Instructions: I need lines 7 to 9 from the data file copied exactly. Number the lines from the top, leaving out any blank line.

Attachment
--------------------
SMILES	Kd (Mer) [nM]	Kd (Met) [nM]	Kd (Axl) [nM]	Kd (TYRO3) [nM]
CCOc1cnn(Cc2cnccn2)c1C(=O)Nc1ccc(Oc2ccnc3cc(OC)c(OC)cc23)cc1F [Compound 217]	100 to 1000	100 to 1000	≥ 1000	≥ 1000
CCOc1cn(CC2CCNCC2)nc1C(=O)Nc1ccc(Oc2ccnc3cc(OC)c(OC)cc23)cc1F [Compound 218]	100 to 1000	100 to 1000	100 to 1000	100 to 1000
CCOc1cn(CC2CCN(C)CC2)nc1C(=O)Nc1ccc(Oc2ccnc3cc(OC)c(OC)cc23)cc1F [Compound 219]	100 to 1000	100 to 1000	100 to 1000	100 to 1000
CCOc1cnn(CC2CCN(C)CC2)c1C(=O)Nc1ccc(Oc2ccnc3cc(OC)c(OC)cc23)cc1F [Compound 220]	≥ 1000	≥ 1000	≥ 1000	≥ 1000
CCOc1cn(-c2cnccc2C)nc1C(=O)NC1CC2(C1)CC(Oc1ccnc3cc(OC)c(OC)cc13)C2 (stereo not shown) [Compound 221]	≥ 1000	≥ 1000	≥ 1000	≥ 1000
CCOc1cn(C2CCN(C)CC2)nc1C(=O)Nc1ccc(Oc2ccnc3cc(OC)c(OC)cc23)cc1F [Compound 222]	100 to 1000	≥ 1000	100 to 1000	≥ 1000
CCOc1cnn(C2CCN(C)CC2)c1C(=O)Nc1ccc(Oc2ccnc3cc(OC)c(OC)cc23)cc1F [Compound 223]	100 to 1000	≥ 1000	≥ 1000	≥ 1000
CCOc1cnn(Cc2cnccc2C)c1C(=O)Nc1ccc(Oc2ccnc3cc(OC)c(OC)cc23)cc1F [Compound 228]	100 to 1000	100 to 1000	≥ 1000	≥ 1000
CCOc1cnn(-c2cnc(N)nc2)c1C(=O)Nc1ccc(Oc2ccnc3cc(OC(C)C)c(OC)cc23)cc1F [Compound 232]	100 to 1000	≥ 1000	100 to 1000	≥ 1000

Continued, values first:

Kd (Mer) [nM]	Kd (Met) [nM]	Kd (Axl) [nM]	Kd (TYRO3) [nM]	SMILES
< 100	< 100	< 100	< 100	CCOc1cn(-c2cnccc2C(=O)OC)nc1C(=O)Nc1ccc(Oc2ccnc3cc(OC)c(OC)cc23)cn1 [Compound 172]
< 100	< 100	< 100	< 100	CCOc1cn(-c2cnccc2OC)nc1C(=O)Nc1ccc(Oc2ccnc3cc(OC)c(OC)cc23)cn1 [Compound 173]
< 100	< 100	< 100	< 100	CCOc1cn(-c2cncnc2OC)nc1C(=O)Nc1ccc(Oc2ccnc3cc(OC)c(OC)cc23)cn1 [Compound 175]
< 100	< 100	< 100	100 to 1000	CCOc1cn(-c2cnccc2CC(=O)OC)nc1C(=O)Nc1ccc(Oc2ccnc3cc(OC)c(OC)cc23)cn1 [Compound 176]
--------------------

CCOc1cn(C2CCN(C)CC2)nc1C(=O)Nc1ccc(Oc2ccnc3cc(OC)c(OC)cc23)cc1F [Compound 222]	100 to 1000	≥ 1000	100 to 1000	≥ 1000
CCOc1cnn(C2CCN(C)CC2)c1C(=O)Nc1ccc(Oc2ccnc3cc(OC)c(OC)cc23)cc1F [Compound 223]	100 to 1000	≥ 1000	≥ 1000	≥ 1000
CCOc1cnn(Cc2cnccc2C)c1C(=O)Nc1ccc(Oc2ccnc3cc(OC)c(OC)cc23)cc1F [Compound 228]	100 to 1000	100 to 1000	≥ 1000	≥ 1000